I hope that you enjoy reading this selection from my first book,

Spandex & Black Boots


Spandex and Black Boots


The one-piece bathing suit I bought at Macy’s summer clearance sale lies across my bed. I stare at it for a long minute before picking it up. Finally, I take a deep breath, step into it, coax it up over my hips, poke my arms through the straps and adjust the bodice. Slowly, I raise my head and look into the full-length mirror. Like a sweet Italian sausage, my ample flesh is pushed in place by a casing of black spandex; stomach, hips and buttocks pressed in, breasts up. Forget about a three-way mirror — there’s no way I want to see what’s back there.

As the product of a culture that worships The Young, The Thin, The Beautiful, coming to terms with this shifting middle-aged body is difficult for me. By the time I hit my mid-forties — skin starting to sag, extra pounds padding my hips— I was banished to the realm of other women of my vintage, and became invisible overnight. I had heard of this phenomenon but now I was experiencing it first hand. One day I existed — an attractive woman being acknowledged, admired — and the next day I disappeared. Walking down the street, I had to move aside or be bumped off the sidewalk by oncoming pedestrians. I felt like a ghost, unseen, un-noticed. I even dyed my silver hair a rich shade of reddish brown, but still they couldn’t — or wouldn’t — see me.

Unlike Rip Van Winkle who fell asleep and awakened after a century to a new world, for me a mere decade or two passed in a heartbeat. And the changes I saw were not so much in my surroundings, but in myself. Each birthday reinforced what I was becoming — an older woman — but I didn’t feel like one. In my mind’s eye I am eternally thirty-something and the image in the mirror with the double chin, drooping cheeks and deep furrow across her forehead is a shock.

“Who the hell are you, and what have you done with Kathe?” I demand of the stranger staring back at me.

I began to look at old people with a new understanding, empathy for those who may experience a similar mind-body disconnect, imprisoned in aging bodies, but with minds mired in another time. The mature man lusts after women young enough to be his daughter or granddaughter, but are perfect for the age that he perceives himself to be. The internal image of self resists the ravages of time and I am reluctant to admit that sometimes I am attracted to men young enough to be my sons. Men my age seem stodgy, static, spiritless.

Not that it matters — neither young nor old see me.   

I think of the elderly women with their bright red lipstick and too strong perfume. How I used to judge them — ridiculous old biddies — but now I know they are simply trying to combat the terror of being invisible.

Afraid of becoming like them, my girl friends and I made a pact to tell each other if one of us gets too garish with our makeup or too exuberant with our Chanel No. 5 — with the same gentle honesty that we use to tell each other when a slip is showing or a piece of broccoli is stuck in a front tooth. One can quickly pass from invisible to laughingstock.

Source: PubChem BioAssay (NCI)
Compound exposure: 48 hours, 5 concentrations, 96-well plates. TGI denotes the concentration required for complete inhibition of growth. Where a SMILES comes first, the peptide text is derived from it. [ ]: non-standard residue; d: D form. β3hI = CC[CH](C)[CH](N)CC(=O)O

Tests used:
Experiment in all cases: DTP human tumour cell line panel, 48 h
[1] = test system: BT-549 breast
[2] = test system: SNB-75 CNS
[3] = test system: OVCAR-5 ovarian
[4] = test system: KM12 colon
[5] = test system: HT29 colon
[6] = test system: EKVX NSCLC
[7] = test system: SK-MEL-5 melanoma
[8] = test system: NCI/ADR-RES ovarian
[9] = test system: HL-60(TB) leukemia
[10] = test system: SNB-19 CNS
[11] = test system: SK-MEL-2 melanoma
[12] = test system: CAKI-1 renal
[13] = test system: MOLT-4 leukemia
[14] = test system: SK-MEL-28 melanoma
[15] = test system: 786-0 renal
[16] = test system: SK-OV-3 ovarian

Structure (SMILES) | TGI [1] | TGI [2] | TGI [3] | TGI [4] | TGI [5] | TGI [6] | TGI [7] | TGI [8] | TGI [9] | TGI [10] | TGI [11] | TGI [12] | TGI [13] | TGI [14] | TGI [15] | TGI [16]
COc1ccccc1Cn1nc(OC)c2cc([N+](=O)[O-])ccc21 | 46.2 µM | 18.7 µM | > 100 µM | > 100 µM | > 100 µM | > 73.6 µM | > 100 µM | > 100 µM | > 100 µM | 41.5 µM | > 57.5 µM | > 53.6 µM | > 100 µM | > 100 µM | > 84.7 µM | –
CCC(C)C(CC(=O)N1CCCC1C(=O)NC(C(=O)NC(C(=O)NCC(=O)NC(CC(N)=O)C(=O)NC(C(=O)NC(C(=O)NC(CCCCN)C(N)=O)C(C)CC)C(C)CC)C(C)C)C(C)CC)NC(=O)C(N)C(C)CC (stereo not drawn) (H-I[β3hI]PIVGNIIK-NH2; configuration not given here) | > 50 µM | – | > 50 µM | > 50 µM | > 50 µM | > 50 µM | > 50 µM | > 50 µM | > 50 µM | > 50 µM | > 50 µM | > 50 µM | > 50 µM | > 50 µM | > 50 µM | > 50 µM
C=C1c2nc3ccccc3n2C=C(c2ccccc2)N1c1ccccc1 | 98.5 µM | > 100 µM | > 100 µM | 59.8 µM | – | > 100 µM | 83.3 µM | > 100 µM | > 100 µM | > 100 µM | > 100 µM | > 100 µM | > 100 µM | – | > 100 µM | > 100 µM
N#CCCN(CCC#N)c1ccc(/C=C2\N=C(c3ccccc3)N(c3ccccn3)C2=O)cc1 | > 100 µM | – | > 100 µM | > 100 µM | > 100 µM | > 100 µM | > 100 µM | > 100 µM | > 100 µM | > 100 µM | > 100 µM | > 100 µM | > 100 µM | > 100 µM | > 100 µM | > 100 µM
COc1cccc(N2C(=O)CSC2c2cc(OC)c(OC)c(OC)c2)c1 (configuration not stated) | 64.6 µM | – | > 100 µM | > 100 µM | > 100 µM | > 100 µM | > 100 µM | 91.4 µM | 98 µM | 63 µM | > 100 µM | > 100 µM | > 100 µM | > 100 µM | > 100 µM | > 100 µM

A group of women are fighting back and have formed the Red Hat Society. These older women thumb their noses at Father Time and go out to dinner, to the symphony or the theater wearing flamboyant red hats. I’d like to join them, but red isn’t my color. Instead, while cocktailing in New York City, my friend Karen and I started our own club — The Black Boots Society. Our mission: to discover the best martini in Manhattan. We willfully wrap ourselves in a cloak of invisibility knowing the freedom it can bring, and proudly refer to ourselves as the Bad-Ass Old Bitches in Black. 

After moving to Mexico, I never felt invisible again. In fact, I was stared at so much that I began to wonder if there was something wrong with me. Did I have a black smudge on my cheek? Zihuatanejo was a small town and as foreigners, my husband and I stood out. At that time, few women drove cars and I turned heads when I’d drive our little CJ-5 Jeep, hair and skirt flying in the breeze.     

I soon discovered that Mexican men unabashedly appreciate women regardless of age, size or marital status. Even though I knew that those who openly admire me might fantasize about chaining me to a stove as well as a bed, I basked in the attention. I felt as if I had stepped back into the sunlight after being lost in the shadows.

One afternoon, I walked to Carlos and Charlie’s, a beachfront restaurant, to meet a friend for lunch. An older Mexican man, probably about my age, walking across the parking lot to his car smiled at me and said something about a muñeca, which means doll. It took me a moment to realize that I had been paid a compliment, and I felt my spine elongate, my chin lift and I held my head higher.

After being away for several months, my husband and I returned to a favorite dinner spot. The waiter whom we’ve known for years greeted me with a big hug — not the standoffish, backslapping abrazo that he gave Brian, but a close, belly-to-belly embrace. He inhaled deeply into my hair, stood back to look me up and down, and before letting go of my hand murmured something in Spanish that included the word mango. Sitting at our table, I pretended to read the menu, and thought about what had just happened. I could only assume that he didn’t mean that I looked plump and red like the fruit, but that I was as ripe and juicy a s a luscious mango.

That’s my story, and I’m sticking to it.     


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